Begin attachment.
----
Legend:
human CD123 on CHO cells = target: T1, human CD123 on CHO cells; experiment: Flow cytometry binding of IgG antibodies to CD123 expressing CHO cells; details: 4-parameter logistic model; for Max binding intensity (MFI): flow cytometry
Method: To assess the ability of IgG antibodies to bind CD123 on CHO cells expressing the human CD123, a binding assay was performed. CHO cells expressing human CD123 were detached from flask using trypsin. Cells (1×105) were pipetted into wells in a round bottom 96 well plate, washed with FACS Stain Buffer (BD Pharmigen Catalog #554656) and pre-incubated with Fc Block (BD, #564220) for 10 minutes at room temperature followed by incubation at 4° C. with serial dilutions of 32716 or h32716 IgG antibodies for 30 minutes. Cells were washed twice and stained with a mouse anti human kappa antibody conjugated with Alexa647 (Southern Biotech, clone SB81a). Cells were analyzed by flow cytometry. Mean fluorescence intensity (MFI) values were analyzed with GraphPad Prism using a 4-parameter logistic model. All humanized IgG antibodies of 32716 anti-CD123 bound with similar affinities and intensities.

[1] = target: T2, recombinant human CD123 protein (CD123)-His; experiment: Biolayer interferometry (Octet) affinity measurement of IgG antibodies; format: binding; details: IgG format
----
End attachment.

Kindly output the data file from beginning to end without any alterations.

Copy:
Legend:
human CD123 on CHO cells = target: T1, human CD123 on CHO cells; experiment: Flow cytometry binding of IgG antibodies to CD123 expressing CHO cells; details: 4-parameter logistic model; for Max binding intensity (MFI): flow cytometry
Method: To assess the ability of IgG antibodies to bind CD123 on CHO cells expressing the human CD123, a binding assay was performed. CHO cells expressing human CD123 were detached from flask using trypsin. Cells (1×105) were pipetted into wells in a round bottom 96 well plate, washed with FACS Stain Buffer (BD Pharmigen Catalog #554656) and pre-incubated with Fc Block (BD, #564220) for 10 minutes at room temperature followed by incubation at 4° C. with serial dilutions of 32716 or h32716 IgG antibodies for 30 minutes. Cells were washed twice and stained with a mouse anti human kappa antibody conjugated with Alexa647 (Southern Biotech, clone SB81a). Cells were analyzed by flow cytometry. Mean fluorescence intensity (MFI) values were analyzed with GraphPad Prism using a 4-parameter logistic model. All humanized IgG antibodies of 32716 anti-CD123 bound with similar affinities and intensities.

[1] = target: T2, recombinant human CD123 protein (CD123)-His; experiment: Biolayer interferometry (Octet) affinity measurement of IgG antibodies; format: binding; details: IgG format